I thought that was the end of it, that she was lonely and I had made her chuckle a little. But afterwards, as I stood in the kitchen getting my dinner ready, she came in to find me again. That was when I finally understood what was really getting her down – it was her son's birthday, but her son had died some years ago. I'm still not sure if I missed this information in the first part of the conversation, or if she just didn't tell me. Either way, I offered my condolences as I best I could, my thoughts flickering back to the other birthdays of the day. And then she gave me a bag of candy, presumably for cheering her up a bit, and promptly disappeared for the night, leaving me with a bag of candy in one hand, a bowl of soup in the other, and lots and lots of things to mull over.
Some days you wake up with a plan – go to school, get your work done, relax, repeat – but some days don't follow plans. When we first showed up, we were told 'flexibility' was the number one key to surviving here. Being flexible is essential to functioning in school, because schedules are constantly changing and assignments get thrust upon you at the last minute. But being flexible can also open you up to the moments you can't plan for, the small, unexpected ones that pop up quite spontaneously. Playing Frisbee with sixth graders, dancing to Russian techno music with fellow teachers, conversing with a neighbor. And more often than not, those unanticipated moments mean a lot more than anything you could have planned for the day.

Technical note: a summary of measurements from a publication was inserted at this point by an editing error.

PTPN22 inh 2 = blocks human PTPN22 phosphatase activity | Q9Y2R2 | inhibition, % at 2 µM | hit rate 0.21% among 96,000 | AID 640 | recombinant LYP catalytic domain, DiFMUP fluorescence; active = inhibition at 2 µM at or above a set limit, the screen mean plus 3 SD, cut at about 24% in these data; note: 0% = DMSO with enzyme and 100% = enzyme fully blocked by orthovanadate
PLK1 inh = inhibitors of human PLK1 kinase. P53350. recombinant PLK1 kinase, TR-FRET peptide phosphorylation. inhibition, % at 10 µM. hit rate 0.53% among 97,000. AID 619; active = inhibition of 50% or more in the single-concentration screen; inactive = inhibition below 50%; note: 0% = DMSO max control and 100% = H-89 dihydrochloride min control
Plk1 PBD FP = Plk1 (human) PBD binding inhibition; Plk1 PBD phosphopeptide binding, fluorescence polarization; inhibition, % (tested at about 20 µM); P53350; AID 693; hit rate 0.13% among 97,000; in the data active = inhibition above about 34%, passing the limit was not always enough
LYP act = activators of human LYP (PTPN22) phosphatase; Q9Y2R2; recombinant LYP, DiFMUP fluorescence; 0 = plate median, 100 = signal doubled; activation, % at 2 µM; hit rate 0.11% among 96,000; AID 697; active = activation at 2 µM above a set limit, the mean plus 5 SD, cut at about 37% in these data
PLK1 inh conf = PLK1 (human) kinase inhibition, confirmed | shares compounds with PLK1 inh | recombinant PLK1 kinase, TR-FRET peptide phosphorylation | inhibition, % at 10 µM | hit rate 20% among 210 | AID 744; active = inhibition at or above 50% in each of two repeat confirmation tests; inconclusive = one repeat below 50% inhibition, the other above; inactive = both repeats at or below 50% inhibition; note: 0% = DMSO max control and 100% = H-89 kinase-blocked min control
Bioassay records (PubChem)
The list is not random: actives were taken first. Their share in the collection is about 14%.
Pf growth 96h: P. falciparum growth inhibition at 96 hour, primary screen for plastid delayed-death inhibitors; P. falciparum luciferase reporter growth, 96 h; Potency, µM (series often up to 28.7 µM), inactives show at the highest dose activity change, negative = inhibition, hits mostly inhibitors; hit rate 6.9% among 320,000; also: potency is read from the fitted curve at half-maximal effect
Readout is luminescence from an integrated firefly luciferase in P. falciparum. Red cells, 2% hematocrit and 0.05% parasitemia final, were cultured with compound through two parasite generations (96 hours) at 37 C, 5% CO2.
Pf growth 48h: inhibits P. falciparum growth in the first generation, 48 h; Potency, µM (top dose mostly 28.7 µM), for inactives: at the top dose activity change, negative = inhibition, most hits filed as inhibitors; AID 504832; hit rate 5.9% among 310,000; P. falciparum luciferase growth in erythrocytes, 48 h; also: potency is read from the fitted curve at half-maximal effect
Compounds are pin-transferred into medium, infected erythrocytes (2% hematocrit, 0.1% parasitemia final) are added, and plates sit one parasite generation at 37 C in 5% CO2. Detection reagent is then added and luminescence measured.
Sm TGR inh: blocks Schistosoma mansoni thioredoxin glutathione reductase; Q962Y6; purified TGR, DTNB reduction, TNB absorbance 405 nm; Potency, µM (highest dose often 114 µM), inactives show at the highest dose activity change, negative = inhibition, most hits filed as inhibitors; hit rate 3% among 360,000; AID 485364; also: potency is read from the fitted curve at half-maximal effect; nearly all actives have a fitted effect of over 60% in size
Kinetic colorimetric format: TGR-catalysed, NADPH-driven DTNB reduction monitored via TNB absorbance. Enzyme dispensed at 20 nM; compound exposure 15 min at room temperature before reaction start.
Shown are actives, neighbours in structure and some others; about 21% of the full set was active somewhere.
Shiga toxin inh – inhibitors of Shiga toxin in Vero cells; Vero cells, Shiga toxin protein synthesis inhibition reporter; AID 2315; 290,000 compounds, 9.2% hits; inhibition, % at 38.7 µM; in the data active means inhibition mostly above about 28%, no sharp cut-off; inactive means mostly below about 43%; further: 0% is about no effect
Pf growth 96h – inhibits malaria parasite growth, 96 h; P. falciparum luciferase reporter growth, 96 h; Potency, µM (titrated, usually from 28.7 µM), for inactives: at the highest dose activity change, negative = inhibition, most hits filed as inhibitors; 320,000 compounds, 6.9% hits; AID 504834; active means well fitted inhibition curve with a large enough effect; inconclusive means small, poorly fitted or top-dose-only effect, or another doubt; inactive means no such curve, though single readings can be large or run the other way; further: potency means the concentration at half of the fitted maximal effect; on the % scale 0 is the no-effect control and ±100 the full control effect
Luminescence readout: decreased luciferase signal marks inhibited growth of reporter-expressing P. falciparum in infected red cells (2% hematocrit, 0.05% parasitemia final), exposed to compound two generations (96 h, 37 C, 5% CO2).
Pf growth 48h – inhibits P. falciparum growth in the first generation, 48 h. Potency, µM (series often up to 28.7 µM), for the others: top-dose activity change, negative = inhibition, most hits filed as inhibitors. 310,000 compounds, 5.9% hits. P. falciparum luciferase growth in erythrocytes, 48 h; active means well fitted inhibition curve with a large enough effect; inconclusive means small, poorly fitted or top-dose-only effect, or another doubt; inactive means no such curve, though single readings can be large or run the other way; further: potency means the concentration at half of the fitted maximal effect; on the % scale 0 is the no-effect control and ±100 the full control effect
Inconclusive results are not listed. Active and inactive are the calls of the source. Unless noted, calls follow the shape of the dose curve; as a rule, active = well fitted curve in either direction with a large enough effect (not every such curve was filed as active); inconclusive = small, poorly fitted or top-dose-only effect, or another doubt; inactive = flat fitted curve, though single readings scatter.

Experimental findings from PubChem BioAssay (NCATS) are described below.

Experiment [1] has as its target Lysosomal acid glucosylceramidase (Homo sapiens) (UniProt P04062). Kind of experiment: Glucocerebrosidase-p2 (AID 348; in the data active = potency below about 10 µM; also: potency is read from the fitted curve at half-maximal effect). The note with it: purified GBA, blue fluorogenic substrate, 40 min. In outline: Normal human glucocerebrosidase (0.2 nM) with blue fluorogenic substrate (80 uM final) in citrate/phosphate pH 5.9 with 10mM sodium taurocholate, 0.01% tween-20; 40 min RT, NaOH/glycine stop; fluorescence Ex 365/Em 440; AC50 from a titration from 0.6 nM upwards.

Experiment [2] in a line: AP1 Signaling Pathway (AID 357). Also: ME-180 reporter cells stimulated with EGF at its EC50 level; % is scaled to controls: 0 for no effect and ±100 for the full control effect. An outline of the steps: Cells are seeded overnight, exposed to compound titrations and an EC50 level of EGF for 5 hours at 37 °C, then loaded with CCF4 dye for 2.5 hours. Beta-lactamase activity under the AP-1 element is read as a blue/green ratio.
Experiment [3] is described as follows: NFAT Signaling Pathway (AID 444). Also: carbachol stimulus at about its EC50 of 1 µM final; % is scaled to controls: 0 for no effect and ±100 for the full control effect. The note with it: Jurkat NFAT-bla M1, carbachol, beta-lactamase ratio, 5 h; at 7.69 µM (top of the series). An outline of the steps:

By the way, Mom and Dad, my Russian babushka told me to tell you 'Hi.' :)
What I'm Reading: The same thing as in my last post, mostly because I read The Hunger Games, Catching Fire, and Mockingjay in the space of a week. Thank goodness for engrossing literature. But reading the Queen Victoria/Prince Albert biography has sparked my interest in history again. If anyone can recommend some good history books, I'd appreciate it.
Song of the Blog Post: "Your Love Is My Drug," Ke$ha. Yes, sometimes I just have to end the day by dancing everything out of my system. Embarrassing, but true.